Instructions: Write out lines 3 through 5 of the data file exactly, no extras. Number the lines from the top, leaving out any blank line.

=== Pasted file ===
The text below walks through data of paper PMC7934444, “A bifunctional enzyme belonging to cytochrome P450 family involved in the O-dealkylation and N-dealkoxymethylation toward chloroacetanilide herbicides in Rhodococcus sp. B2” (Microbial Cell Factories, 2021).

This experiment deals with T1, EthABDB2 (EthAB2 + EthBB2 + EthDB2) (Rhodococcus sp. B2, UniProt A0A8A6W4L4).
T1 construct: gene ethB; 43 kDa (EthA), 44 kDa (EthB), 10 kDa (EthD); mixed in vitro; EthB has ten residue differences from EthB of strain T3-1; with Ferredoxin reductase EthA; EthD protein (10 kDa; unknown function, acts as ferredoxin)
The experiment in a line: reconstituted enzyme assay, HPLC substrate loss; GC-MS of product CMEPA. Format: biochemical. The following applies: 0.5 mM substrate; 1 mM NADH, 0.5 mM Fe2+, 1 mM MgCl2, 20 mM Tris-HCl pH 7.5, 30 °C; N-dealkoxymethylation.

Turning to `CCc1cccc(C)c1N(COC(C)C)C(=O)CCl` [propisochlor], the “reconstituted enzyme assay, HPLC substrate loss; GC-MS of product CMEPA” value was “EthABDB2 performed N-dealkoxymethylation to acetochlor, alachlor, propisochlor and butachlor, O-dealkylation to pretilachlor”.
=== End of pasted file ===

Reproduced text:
T1 construct: gene ethB; 43 kDa (EthA), 44 kDa (EthB), 10 kDa (EthD); mixed in vitro; EthB has ten residue differences from EthB of strain T3-1; with Ferredoxin reductase EthA; EthD protein (10 kDa; unknown function, acts as ferredoxin)
The experiment in a line: reconstituted enzyme assay, HPLC substrate loss; GC-MS of product CMEPA. Format: biochemical. The following applies: 0.5 mM substrate; 1 mM NADH, 0.5 mM Fe2+, 1 mM MgCl2, 20 mM Tris-HCl pH 7.5, 30 °C; N-dealkoxymethylation.

Turning to `CCc1cccc(C)c1N(COC(C)C)C(=O)CCl` [propisochlor], the “reconstituted enzyme assay, HPLC substrate loss; GC-MS of product CMEPA” value was “EthABDB2 performed N-dealkoxymethylation to acetochlor, alachlor, propisochlor and butachlor, O-dealkylation to pretilachlor”.